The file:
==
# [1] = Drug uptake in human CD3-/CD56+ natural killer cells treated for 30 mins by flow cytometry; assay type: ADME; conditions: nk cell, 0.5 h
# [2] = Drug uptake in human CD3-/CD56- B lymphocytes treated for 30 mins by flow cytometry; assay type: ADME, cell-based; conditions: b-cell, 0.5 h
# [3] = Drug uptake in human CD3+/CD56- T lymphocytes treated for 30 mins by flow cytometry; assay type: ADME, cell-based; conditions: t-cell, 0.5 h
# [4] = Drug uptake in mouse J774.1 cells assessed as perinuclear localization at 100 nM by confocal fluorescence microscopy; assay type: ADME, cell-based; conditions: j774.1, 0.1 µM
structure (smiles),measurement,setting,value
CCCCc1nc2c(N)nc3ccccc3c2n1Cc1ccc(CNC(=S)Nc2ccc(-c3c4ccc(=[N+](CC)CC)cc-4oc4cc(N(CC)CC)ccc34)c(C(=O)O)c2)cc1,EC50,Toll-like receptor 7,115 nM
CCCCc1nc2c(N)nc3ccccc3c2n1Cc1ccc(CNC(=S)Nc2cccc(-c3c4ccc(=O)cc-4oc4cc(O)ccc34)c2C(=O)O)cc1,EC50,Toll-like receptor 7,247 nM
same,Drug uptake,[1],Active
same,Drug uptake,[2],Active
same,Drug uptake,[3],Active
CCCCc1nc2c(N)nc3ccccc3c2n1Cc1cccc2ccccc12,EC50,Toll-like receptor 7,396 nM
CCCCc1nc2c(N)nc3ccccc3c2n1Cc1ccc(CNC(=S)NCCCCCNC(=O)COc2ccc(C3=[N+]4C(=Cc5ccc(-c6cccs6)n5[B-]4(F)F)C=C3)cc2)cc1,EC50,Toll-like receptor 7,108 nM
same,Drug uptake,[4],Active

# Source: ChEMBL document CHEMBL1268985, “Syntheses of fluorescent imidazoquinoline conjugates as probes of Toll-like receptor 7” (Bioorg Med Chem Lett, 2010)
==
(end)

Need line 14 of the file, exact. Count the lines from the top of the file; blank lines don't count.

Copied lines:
# Source: ChEMBL document CHEMBL1268985, “Syntheses of fluorescent imidazoquinoline conjugates as probes of Toll-like receptor 7” (Bioorg Med Chem Lett, 2010)